Boiler Types

Choosing a boiler

Before you begin the process of researching and possibly purchasing a new boiler it is vital that you fully understand the different types of boilers which are available and which are right for your needs. Our rundown of boiler types will point you in the right direction – but don’t forget that your installer will be able to give you the full details of the model you choose.

Combi Boilers

A combination boiler is by far the most popular type of boiler used in the UK and will provide heating and hot water without the need of a hot water tank. This is a great space saving option as you can remove your cylinder and storage tank. The hot water is unlimited as it is heated as it enters the house.

One drawback is the fact that the water pressure may become reduced if you are using more than one hot water tap at once. The amount of water supplied is between 9 and 18 litres per minute when heated to around 35 degrees Celsius. If you want the water hotter, the water pressure will be lower. For this reason they are best for homes which have only one or two bathrooms or for smaller families.

If you want to have a powerful shower, but also want the smaller combi-boiler, you can run your shower via the bath taps as this will offer better pressure. Electric showers may also be a good option. However if your boiler breaks down, there is no immersion heater, so you have no hot water back up.

System Boilers

These are also known as sealed system boilers and uses a storage cylinder, but no hot water tank. This means you can avoid having a large hot water tank in your loft, but you will need a smaller cylinder in your airing cupboard. Because of this storage facility, you have more hot water on hand for use at the same time without pressure issues.

You may find that you can run out of hot water and will need to wait for it to heat up again and the space taken up by the cylinder can be significant. However it is perfect for a larger home where you have multiple bathrooms. Be careful to ensure you hot water tank is well insulated so that you do not use up energy reheating the water.

This type of boiler can often be more easily installed and is very common, especially in older homes.

Open Vent Boilers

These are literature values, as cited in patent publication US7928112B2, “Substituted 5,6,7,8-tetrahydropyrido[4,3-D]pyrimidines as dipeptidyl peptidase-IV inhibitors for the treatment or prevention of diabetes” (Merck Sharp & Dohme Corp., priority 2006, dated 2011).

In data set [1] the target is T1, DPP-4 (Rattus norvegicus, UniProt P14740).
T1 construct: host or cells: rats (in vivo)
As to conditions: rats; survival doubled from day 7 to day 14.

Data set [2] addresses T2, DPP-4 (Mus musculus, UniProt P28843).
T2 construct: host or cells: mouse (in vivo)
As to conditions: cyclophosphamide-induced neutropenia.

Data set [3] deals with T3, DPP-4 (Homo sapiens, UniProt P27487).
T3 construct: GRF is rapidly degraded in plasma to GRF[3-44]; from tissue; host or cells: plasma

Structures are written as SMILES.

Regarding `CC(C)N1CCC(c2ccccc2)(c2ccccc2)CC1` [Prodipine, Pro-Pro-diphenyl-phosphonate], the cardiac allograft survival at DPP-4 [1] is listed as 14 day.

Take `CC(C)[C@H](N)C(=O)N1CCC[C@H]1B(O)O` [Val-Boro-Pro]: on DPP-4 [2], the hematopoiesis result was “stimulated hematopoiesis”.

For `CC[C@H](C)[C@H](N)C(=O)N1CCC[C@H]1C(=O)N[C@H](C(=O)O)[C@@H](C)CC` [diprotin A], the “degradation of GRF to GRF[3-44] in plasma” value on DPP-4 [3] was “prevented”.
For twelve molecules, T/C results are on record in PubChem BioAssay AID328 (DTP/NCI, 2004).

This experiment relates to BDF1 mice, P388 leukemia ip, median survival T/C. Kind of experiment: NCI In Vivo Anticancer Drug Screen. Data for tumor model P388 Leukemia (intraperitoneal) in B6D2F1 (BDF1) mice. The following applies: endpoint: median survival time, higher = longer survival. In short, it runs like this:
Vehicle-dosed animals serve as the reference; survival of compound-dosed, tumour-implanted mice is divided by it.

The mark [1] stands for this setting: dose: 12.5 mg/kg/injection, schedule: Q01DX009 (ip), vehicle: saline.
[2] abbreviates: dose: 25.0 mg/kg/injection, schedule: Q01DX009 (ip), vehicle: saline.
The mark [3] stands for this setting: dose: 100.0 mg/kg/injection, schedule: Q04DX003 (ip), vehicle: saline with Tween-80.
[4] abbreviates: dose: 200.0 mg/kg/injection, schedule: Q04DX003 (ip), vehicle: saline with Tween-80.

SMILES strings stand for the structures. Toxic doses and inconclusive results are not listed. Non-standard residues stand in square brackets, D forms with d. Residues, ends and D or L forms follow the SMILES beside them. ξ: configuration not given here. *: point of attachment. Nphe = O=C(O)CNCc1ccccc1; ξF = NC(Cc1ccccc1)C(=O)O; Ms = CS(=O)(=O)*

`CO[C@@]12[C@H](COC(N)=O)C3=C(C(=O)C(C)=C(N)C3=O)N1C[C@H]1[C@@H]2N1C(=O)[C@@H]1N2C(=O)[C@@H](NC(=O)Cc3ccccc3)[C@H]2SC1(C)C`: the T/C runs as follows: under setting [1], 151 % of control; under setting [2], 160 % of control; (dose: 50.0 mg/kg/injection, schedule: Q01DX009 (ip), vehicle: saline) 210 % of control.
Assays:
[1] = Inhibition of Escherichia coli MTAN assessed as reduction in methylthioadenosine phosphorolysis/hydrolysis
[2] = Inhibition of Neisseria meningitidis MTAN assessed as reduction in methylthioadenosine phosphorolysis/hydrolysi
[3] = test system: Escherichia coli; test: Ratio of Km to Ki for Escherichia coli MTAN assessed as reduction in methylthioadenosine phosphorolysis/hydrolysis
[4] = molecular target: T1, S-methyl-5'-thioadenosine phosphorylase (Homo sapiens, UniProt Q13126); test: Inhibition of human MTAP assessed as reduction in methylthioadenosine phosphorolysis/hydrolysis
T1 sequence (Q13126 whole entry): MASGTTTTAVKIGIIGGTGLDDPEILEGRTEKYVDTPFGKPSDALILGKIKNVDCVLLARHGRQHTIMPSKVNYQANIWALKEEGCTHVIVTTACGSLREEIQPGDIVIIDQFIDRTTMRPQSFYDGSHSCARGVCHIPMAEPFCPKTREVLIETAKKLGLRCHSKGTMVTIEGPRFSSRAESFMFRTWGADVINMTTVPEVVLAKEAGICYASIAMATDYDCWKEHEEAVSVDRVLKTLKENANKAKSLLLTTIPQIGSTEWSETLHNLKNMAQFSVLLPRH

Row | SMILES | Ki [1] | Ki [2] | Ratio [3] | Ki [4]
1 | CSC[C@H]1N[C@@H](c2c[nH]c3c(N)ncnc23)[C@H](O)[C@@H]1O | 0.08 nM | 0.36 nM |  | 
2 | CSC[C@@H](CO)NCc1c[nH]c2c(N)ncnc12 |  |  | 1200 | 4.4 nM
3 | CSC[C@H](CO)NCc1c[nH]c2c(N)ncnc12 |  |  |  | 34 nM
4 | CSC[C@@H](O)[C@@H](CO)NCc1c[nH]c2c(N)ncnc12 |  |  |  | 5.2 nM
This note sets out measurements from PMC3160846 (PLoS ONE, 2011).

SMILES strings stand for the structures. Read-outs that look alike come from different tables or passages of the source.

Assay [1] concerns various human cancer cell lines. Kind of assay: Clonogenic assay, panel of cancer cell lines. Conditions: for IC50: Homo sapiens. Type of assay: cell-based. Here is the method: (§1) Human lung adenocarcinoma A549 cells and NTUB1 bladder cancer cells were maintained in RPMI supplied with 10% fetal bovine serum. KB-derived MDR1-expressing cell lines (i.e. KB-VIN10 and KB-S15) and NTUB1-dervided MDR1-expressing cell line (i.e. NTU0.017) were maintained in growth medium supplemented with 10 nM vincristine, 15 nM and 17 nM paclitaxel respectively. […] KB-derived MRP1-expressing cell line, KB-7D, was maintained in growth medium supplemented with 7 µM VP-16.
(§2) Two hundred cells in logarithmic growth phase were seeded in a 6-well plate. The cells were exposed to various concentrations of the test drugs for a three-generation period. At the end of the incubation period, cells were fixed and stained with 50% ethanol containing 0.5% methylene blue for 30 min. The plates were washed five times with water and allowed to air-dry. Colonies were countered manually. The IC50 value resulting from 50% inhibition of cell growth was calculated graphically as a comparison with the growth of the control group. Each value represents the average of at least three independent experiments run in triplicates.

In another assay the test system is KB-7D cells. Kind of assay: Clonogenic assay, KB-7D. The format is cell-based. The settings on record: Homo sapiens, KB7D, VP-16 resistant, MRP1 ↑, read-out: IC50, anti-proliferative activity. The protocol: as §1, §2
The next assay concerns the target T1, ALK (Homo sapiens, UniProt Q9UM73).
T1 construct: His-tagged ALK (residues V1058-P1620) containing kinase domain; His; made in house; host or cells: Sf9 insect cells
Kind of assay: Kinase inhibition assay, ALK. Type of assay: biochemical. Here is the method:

Also known as a conventional boiler, this type have both a hot water tank and a cylinder, allowing you to use plenty of hot water all over the house. Perfect for high pressure showers and where high numbers of people are using the system at the same time. These systems are usually gravity fed although you may be able to use a pump for your shower.

It is still possible for the hot water to run out and you will need to wait for it to reheat and this type of system takes up plenty of space, both in the loft and in your home.

Condensing Boilers

This is more of a sub-type of boiler, as combi boilers and conventional boilers can also be condensing. In fact all new boilers installed in UK homes have to be condensing as they are by far the most efficient type.

A condensing boiler will capture some of the heat which is usually vented to the outside and will reuse it. This makes them around 90% efficient, giving you more for your money. In fact it is estimated that you can save around £300 a year by installing a condensing boiler instead of a conventional one.

Oil Boilers

While there are fewer people who use an oil boiler these days, for those who live in parts of the country where gas is not available, they are an essential item. In some cases these boilers are located outside of the home and are often supplied as a condensing type boiler which offer more energy saving features.

These units are often large and floor-standing and use kerosene or LPG. They are also more expensive to run than a gas boiler. The oil is stored in a tank outside of your home and pumped in as required.

These boilers are available as heat only and combi boilers and work in the same way as gas boilers in terms of water storage.

Back boilers

Back boilers are ideal if you generate most of your heat via a wood stove or fireplace. They are also perfect for homes which do not have access to gas mains. It can supply both hot water and radiator heating.

The back boiler is located behind the source of heat (the fireplace or the stove) and works via a heat exchanger which has a cold water feed at the bottom. The water passes through the heat exchanger and exits as hot water where it feeds to your central heating system.

Clearly this only works in the winter months when the stove or fireplace is being used.

Biomass boilers

This works in a very similar way to a back boiler, however the biomass boiler is usually located separately from the home and is designed to be used all year round. Biomass boilers usually run on wood pellets although any fuel can be burned. You need to have the space to store this fuel as well as somewhere for the boiler itself.

They do require a certain amount of maintenance and need to be cleaned regularly, however they are considered to be very efficient and are thought to be carbon neutral.